1. bookVolume 18 (2018): Issue 4 (October 2018)
Journal Details
License
Format
Journal
eISSN
2300-8733
First Published
25 Nov 2011
Publication timeframe
4 times per year
Languages
English
Open Access

The Relationship Between Subclinical Ketosis and Ruminal Dysfunction in Dairy Cows

Published Online: 02 Nov 2018
Volume & Issue: Volume 18 (2018) - Issue 4 (October 2018)
Page range: 955 - 971
Received: 09 Jan 2018
Accepted: 27 Jul 2018
Journal Details
License
Format
Journal
eISSN
2300-8733
First Published
25 Nov 2011
Publication timeframe
4 times per year
Languages
English
Abstract

Ketosis is still an important problem which must be solved in dairy herds. Early precise diagnosis and proper evaluation of the cause of the disease is essential for good management of ketosis on dairy farms. The aim of our work was to analyse the occurrence of rumen dysfunction in connection with subclinical ketosis in dairy herds and to evaluate the relationships between beta-hydroxybutyrate (BHB) concentration in blood and metabolic parameters in blood, urine and rumen fluid. We analysed the results of metabolic profile tests performed in dairy cattle herds from 1,338 cows. The concentration of BHB significantly correlated with glucose, NEFA (nonesterified fatty acids), bilirubin, AST (aspartate aminotransferase), GGT (γ-glutamyl transferase), urea, magnesium and calcium in blood serum and with following parameters of rumen fluid – acetate, propionate, butyrate, acetate/propionate and infusoria. Significant but weak correlations were found between BHB and urine parameters (pH, specific gravity, potassium, magnesium, chloride). Subclinical ruminal acidosis was found in 23.1% and 16.7% of dairy cows with light (BHB 1.2–2 mmol/L) and more severe subclinical ketosis (BHB >2 mmol/L) and simple ruminal indigestion in 16.7% and 30%, respectively. On the basis of performed analysis we can conclude that rumen dysfunction is an important factor for the development of ketosis. Veterinary practitioners should suggest checking the feeding management in their diagnostic work with the aim to distinguish primary and secondary ketosis. Only complex and precise diagnostic work allows applying correct and successful therapy not only for individual animals but also for herd health management.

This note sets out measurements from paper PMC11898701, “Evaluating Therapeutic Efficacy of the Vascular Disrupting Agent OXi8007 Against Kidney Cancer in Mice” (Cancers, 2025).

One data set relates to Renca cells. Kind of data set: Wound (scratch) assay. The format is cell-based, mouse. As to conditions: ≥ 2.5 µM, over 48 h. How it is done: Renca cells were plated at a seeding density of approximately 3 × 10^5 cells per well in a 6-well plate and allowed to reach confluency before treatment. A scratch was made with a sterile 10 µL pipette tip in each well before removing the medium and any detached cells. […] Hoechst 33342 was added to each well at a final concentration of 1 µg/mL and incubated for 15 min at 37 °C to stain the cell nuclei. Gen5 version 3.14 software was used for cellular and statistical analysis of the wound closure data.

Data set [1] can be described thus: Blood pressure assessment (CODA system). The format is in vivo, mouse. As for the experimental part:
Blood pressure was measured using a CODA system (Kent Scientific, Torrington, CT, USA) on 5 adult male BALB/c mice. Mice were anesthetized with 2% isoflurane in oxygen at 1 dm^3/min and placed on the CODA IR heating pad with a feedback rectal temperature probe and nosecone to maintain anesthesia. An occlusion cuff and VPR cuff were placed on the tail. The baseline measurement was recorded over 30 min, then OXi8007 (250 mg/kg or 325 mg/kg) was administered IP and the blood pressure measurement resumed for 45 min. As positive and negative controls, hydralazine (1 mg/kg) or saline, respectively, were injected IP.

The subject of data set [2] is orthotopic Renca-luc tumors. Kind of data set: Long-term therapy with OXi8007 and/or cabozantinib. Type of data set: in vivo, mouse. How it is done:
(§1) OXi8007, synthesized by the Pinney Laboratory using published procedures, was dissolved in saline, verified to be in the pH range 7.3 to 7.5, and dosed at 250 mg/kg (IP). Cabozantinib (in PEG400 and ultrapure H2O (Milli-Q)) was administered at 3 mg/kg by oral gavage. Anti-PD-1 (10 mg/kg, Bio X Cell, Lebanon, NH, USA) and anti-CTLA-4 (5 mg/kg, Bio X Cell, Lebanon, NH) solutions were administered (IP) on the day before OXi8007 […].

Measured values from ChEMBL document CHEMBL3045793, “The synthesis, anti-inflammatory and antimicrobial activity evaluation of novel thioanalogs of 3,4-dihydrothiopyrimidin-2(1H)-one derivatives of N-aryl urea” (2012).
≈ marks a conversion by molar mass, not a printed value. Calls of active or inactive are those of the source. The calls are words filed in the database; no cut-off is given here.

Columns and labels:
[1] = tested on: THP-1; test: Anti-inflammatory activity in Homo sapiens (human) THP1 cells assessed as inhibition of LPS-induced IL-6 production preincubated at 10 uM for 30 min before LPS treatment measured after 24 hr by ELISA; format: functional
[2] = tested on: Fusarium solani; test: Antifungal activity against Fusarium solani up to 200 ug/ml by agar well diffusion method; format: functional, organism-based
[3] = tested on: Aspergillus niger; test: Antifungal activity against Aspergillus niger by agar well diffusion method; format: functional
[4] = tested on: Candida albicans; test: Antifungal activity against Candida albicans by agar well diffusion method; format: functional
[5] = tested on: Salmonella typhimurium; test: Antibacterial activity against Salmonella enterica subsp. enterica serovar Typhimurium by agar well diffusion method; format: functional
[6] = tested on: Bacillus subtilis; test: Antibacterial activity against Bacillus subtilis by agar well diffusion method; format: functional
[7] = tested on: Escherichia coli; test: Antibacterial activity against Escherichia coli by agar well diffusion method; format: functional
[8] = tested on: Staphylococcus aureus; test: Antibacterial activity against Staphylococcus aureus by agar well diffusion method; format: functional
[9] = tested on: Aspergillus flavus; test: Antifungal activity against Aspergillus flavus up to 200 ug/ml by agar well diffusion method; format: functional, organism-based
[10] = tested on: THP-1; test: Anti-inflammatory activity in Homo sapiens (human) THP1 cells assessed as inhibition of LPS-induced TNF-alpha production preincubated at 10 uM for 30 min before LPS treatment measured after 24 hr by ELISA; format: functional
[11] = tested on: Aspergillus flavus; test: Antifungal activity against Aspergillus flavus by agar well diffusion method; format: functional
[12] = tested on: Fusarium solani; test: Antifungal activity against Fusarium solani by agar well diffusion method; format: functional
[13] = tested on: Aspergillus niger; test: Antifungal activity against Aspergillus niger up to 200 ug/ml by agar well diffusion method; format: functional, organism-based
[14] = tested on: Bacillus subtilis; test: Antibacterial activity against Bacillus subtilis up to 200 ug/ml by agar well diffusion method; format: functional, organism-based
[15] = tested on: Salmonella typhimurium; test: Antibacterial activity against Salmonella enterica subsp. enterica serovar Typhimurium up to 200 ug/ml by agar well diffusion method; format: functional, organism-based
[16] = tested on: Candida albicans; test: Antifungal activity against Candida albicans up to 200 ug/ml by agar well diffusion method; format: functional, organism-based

Keywords

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